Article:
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Background

I am designing a system that will have a single small microphone and speakers for use in a phone type setting. Easiest example I can give is a Skype conversation where you are using your computers speakers and a desktop microphone.

I am worried about the audio from the speakers getting picked up by the microphone and sent back to the original person. I used to hear this happen all the time in the early days of VoIP conversations, but hardly hear it any more.

My assumption is that groups have come up with ways to cancel out the echo, but how do they do it?

Approaches

My first thought was to just simply subtract the signal being sent to the speakers from the microphone signal, except with this method you have to be concerned with the delay. I am not sure how to determine what the delay is with out some sort of pre-calibration, which I would like to avoid. There is also the issue of how much to scale the signal by before subtracting it.

I next thought about doing some sort of correlation between the speaker signal and the mic signal in order to determine the likelihood of the mic signal being an echo as well as being able to determine the actual delay. This method was able to work alright when I was playing with some recorded signals, but there seemed to be far to large of latency in computing the correlation to be useful in real-time system. Also the adjustable volume on the speakers made it difficult to determine if something was actually correlated or not.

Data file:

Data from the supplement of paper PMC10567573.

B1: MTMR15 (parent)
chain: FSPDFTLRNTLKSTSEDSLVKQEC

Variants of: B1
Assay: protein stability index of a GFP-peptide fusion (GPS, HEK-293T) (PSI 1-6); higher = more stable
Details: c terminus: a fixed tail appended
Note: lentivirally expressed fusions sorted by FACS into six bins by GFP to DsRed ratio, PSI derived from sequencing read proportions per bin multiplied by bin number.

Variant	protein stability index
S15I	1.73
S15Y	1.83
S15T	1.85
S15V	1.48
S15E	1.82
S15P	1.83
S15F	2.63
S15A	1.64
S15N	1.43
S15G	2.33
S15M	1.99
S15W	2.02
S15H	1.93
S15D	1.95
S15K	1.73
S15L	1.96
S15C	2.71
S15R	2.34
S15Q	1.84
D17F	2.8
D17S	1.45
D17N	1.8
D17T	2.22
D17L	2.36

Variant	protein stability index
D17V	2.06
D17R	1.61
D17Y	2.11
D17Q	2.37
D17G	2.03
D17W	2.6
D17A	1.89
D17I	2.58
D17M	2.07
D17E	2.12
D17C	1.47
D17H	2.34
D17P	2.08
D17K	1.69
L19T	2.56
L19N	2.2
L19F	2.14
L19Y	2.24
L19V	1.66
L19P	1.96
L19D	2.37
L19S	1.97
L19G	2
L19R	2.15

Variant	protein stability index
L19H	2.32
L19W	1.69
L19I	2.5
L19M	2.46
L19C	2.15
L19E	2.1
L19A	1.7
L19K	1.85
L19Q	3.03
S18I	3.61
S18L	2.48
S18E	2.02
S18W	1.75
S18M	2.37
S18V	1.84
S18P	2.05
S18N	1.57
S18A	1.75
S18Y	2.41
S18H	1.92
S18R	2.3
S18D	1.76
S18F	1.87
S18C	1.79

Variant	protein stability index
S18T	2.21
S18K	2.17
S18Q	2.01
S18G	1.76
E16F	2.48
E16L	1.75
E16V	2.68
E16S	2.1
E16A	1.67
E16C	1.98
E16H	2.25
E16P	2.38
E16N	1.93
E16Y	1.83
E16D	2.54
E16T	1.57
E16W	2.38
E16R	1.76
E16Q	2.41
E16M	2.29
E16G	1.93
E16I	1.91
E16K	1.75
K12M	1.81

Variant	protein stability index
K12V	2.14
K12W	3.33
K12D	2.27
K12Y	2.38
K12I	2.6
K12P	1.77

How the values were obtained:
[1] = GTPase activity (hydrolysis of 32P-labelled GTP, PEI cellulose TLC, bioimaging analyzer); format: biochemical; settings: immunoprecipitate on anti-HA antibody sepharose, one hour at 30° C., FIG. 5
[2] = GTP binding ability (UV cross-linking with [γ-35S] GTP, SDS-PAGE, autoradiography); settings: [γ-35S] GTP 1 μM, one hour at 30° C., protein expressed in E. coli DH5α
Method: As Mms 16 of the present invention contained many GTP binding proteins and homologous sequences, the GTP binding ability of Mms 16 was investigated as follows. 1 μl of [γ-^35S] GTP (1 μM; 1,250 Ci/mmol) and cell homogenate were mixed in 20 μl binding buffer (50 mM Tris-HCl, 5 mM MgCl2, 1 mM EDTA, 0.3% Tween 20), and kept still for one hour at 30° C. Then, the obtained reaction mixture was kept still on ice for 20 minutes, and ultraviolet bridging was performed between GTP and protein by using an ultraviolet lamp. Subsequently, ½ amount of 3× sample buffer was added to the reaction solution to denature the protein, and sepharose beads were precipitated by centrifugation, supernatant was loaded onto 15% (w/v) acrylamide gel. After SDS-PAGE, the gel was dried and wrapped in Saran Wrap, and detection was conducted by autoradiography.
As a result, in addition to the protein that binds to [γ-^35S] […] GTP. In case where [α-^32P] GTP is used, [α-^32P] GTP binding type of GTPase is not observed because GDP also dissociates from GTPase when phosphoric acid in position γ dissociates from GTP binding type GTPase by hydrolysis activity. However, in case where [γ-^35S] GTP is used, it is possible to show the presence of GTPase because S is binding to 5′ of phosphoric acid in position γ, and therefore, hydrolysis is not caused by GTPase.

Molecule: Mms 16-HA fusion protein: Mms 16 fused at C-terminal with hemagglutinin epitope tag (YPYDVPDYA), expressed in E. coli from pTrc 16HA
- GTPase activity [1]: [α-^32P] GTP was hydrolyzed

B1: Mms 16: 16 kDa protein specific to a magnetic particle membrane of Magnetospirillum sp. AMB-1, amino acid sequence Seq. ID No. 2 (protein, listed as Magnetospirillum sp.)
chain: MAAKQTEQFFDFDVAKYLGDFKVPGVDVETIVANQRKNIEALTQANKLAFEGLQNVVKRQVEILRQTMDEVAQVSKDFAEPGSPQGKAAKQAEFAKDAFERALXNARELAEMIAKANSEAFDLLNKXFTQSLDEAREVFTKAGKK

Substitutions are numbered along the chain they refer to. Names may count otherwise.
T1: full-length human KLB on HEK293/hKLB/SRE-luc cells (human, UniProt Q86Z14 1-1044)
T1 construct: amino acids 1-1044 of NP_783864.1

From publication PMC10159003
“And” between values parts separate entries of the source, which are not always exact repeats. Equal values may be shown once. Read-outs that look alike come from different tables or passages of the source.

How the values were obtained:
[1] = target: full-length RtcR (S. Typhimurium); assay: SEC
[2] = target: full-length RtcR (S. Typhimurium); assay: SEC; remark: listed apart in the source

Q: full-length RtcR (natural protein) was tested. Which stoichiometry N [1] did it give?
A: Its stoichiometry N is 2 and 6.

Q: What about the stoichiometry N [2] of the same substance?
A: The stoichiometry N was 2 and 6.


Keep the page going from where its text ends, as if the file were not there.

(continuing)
My next thought that there must be someone on the internet who has done this before with success, but didn't find any great examples. So I come here to see what methods can be used to solve this type of issue.

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    $\begingroup$ Acoustic Echo Cancellation is a large subject area with many books and decades of research papers on the topic. Here's one SO Q&A on the topic: stackoverflow.com/questions/3403152/acoustic-echo-cancellation-in-java $\endgroup$ – hotpaw2 Sep 29 '11 at 20:08
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    $\begingroup$ @hotpaw2 Not sure why your Acoustic echo cancellation in Java link wasn't clickable. $\endgroup$ – Mark Booth Sep 30 '11 at 12:06
  • $\begingroup$ please suggest me, i am trying to cancel echo which is presence in a speech, input to a single microphone in a auditorium . i am trying it as you have mentioned adaptive filter, for that you are giving reference signal as far end talk. but i don't have here reference signal. my signal is echo of original signal which is receiving let say 500ms with the speaker signal to a microphone. $\endgroup$ – user16380 Jun 24 '15 at 9:54
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You are correct. Many methods of echo cancellation exist, but none of them are exactly trivial. The most generic and popular method is echo cancellation via an adaptive filter. In one sentence, the adaptive filter's job is to alter the signal that it's playing back by minimizing the amount of information coming from the input.

Adaptive filters

An adaptive (digital) filter is a filter that changes its coefficients and eventually converges to some optimal configuration. The mechanism for this adaptation works by comparing the output of the filter to some desired output. Below is a diagram of a generic adaptive filter:

enter image description here